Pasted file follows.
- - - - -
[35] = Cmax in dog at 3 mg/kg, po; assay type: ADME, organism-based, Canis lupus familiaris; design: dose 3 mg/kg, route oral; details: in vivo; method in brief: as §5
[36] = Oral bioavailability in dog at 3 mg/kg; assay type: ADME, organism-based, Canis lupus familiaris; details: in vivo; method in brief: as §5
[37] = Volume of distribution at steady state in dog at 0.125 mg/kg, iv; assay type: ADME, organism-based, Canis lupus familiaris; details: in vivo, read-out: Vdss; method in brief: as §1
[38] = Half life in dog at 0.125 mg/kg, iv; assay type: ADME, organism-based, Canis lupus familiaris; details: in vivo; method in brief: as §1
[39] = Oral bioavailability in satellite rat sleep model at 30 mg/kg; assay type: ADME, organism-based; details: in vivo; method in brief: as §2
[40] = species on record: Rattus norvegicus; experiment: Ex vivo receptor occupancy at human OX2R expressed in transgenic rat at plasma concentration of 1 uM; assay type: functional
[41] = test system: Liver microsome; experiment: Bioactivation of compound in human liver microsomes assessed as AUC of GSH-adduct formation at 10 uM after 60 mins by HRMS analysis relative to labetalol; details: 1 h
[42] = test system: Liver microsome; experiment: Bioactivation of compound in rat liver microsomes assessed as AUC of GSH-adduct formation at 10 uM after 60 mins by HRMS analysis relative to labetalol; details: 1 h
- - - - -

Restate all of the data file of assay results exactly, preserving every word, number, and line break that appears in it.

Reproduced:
[35] = Cmax in dog at 3 mg/kg, po; assay type: ADME, organism-based, Canis lupus familiaris; design: dose 3 mg/kg, route oral; details: in vivo; method in brief: as §5
[36] = Oral bioavailability in dog at 3 mg/kg; assay type: ADME, organism-based, Canis lupus familiaris; details: in vivo; method in brief: as §5
[37] = Volume of distribution at steady state in dog at 0.125 mg/kg, iv; assay type: ADME, organism-based, Canis lupus familiaris; details: in vivo, read-out: Vdss; method in brief: as §1
[38] = Half life in dog at 0.125 mg/kg, iv; assay type: ADME, organism-based, Canis lupus familiaris; details: in vivo; method in brief: as §1
[39] = Oral bioavailability in satellite rat sleep model at 30 mg/kg; assay type: ADME, organism-based; details: in vivo; method in brief: as §2
[40] = species on record: Rattus norvegicus; experiment: Ex vivo receptor occupancy at human OX2R expressed in transgenic rat at plasma concentration of 1 uM; assay type: functional
[41] = test system: Liver microsome; experiment: Bioactivation of compound in human liver microsomes assessed as AUC of GSH-adduct formation at 10 uM after 60 mins by HRMS analysis relative to labetalol; details: 1 h
[42] = test system: Liver microsome; experiment: Bioactivation of compound in rat liver microsomes assessed as AUC of GSH-adduct formation at 10 uM after 60 mins by HRMS analysis relative to labetalol; details: 1 h